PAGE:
Another potential competitor for the GM1 is Panasonic’s own Lumix DMC-GX7. It has near-identical specification and functionality, but benefits from an EVF, bulb-mode shooting and 1080 60i video recording.

Panasonic Lumix DMC-GM1 review – Our verdict

Image: The Panasonic Lumix DMC-GM1 is perfect for documenting everyday life as it can be carried with you everywhere

Image: The Panasonic Lumix DMC-GM1 is perfect for documenting everyday life as it can be carried with you everywhere

With its stylish design and compact body, it is fair to say that the Panasonic Lumix DMC-GM1 will go down well with its target audience – the style-conscious young professional. However, this camera is much more than something that just looks good: it offers great potential as a ‘take anywhere’ camera thanks to the ultra-compact design.

Coupling the good image quality with the ability to use some fantastic lenses, the GM1 is something special. The Wi-Fi functionality is class-leading, allowing users to shoot and share their images quickly and easily. The dynamic range is as expected of a G-series camera and the noise performance enables impressive results right up to ISO 3200. Images up to ISO 800 are highly detailed with little noise. My only complaint is the short 220-shot battery life and the slight shortcomings in the camera’s handling, by which I mean the small thumb grip and the lack of a grip at the front. On the plus side, these issues can be remedied with the purchase of a spare battery and additional handgrip.

Overall, for users looking for a camera that is lightweight, pocketable and capable of producing great images, the Lumix DMC-GM1 fits the bill.

Panasonic Lumix GM1 Menus and screens:

Panasonic Lumix GM1 Menus and screens:

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Initial Hands-on review – Introduction

When you hold the Panasonic Lumix DMC-GM1 in the palm of your hand, you realise what a remarkable feat of electronic engineering it really is. To all intents and purposes, the new micro four thirds system camera is a Panasonic Lumix DMC-GX7 in a lighter and much smaller body. In fact, the body is so tiny that Panasonic has boasted that in width and height it is around the same size as a playing card. This makes the camera about the same size as the Sony Cyber-shot DSC-RX100, but with the option to change the lens sitting in front of the 16-million-pixel, micro four thirds-sized Live MOS sensor.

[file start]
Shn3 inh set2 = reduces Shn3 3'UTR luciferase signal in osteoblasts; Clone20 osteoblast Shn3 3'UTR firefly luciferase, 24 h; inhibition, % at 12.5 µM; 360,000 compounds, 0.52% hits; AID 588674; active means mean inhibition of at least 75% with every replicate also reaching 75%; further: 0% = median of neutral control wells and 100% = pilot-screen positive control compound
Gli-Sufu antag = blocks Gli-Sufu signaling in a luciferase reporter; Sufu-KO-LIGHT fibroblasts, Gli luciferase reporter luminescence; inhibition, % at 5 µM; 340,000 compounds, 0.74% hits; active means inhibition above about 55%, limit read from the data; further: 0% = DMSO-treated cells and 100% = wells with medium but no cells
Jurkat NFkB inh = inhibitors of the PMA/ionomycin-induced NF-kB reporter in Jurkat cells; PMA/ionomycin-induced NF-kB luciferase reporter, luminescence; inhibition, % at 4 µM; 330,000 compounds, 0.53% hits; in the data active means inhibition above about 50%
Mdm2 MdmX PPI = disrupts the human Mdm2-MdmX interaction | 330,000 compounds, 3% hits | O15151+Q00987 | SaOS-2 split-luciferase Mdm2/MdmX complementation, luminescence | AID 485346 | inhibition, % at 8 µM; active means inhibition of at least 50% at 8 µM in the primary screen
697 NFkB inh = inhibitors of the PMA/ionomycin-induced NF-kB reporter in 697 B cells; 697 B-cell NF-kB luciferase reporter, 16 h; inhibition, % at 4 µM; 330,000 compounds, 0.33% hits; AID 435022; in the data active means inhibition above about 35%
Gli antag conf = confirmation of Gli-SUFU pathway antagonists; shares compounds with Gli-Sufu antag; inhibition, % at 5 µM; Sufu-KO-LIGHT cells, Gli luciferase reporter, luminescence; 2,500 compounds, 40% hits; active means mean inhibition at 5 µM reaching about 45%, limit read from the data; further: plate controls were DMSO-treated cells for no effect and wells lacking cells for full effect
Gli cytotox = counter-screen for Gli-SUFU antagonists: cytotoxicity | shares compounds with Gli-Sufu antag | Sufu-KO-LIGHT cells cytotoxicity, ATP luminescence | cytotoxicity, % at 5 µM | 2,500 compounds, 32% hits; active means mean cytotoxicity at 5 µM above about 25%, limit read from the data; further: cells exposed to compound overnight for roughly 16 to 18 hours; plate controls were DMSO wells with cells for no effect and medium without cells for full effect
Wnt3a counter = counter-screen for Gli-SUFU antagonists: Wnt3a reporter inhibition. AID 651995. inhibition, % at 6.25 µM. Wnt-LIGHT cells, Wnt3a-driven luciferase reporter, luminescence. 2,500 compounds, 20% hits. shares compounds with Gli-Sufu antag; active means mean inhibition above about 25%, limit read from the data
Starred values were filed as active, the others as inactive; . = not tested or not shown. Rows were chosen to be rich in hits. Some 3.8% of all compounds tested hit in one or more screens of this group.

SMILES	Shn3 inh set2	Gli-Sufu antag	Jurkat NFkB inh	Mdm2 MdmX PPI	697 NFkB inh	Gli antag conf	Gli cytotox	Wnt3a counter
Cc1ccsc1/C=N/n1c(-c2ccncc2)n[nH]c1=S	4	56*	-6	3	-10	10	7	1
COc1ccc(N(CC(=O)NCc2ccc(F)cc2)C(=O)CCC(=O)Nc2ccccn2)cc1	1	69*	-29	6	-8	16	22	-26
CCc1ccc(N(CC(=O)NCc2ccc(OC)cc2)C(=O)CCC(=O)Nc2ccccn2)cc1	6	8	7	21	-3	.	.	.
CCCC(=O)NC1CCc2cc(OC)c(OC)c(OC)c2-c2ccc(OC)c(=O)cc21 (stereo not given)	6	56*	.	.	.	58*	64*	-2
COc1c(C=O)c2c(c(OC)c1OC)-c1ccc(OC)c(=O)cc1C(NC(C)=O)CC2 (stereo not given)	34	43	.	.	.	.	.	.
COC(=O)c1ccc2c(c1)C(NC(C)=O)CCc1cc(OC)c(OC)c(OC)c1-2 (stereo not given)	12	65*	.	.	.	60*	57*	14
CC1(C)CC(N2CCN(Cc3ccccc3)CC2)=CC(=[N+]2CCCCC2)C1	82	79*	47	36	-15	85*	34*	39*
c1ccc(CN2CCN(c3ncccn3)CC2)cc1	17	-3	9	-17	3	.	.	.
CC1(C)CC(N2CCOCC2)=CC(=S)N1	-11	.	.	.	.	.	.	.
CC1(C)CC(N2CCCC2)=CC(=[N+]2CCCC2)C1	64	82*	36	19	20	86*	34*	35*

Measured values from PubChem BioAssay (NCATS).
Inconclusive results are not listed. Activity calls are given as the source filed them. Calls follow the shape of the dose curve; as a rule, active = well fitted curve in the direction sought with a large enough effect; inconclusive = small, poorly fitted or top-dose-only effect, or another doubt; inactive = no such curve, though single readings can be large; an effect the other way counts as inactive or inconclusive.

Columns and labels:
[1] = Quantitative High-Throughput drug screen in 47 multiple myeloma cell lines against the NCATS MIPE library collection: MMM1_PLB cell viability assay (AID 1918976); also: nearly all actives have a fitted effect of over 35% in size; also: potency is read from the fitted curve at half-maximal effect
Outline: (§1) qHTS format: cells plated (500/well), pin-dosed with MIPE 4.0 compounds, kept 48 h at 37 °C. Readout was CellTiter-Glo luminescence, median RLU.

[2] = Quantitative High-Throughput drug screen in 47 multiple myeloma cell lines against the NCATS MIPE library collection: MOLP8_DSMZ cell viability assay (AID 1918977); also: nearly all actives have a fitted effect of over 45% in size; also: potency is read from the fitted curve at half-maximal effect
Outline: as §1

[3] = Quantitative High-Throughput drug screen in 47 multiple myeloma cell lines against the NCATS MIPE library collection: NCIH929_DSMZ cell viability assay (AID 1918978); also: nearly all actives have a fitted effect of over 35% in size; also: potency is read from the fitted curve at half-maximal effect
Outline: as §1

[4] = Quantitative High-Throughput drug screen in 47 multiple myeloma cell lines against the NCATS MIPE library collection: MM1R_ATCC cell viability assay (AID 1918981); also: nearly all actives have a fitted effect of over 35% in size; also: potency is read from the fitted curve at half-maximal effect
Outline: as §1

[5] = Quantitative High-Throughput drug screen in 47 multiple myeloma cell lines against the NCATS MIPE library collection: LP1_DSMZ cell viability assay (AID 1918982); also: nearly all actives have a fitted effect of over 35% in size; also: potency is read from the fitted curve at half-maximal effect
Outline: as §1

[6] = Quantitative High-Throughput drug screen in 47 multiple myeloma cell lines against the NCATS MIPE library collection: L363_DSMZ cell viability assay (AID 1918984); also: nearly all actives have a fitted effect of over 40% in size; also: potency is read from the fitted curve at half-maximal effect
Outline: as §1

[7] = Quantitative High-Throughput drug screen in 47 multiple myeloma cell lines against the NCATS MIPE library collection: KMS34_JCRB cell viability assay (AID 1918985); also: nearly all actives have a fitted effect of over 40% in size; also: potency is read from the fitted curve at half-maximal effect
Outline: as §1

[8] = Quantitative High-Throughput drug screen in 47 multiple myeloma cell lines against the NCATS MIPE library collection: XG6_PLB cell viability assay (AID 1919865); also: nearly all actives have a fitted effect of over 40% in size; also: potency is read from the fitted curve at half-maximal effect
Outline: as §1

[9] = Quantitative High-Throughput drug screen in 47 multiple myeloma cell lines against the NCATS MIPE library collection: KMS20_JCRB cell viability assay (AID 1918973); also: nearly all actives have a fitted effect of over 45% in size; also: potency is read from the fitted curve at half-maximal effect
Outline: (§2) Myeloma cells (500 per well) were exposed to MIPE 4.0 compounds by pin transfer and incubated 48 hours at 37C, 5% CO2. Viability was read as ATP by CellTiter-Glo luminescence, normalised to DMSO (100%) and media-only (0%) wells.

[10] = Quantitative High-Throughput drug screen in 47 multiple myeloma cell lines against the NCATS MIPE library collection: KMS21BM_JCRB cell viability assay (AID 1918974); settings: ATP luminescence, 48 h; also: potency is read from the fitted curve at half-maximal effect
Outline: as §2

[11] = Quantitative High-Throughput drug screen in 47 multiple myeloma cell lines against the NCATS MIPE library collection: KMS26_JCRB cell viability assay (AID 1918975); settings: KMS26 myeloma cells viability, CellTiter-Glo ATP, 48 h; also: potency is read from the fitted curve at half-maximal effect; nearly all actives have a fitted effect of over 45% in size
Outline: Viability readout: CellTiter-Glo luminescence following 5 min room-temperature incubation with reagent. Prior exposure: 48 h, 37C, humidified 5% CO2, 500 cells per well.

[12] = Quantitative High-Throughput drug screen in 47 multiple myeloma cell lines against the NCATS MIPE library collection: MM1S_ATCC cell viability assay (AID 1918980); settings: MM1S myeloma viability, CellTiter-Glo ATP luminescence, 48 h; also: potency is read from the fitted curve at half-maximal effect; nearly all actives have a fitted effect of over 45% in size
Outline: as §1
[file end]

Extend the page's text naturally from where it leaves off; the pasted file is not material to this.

The pocketable GM1 is designed for those who like to carry a high-quality camera around every day, with Panasonic identifying its target market as 20-to-44-year-old city dwellers with full-time jobs, who like to keep up-to-date with current technology and trends. Panasonic’s profiling sees these users as wanting a camera to photograph their travels, family, friends and events – basically, it is as much a lifestyle accessory as it is a camera. However, the camera is a long way from being just a gimmick or gadget, and it offers much for the enthusiast and professional photographer.

Panasonic Lumix DMC-GM1

Panasonic Lumix DMC-GM1

Panasonic Lumix DMC-GM1 – Features

The GM1 has a 16-million-pixel sensor with no anti-aliasing filter, and a maximum sensitivity of ISO 25,600. The processor is the same as that found in the GX7, which helps the camera drive and focus the lens with a 240fps refresh rate. This affords the GM1 an extremely fast AF acquisition speed of just 0.06secs, although obviously only when shooting with certain compatible lenses under certain lighting conditions. Still, this is a very impressive speed.

At a shooting rate of 4fps it is possible to use continuous AF tracking, and in single-shot mode the shooting rate can be increased to 5fps. Even more impressive is the maximum shutter speed of 1/16,000sec, which is achieved via a virtual electronic shutter. Slower speeds use an electronic shutter to start the exposure, but end it with a traditional mechanical shutter. The electronic shutter is also used in silent mode, which switches off all the camera’s ‘beeps’. A new type of shutter has been used to make this possible, but more on this in Build and handling.

Panasonic Lumix GM1 back

Panasonic Lumix GM1 back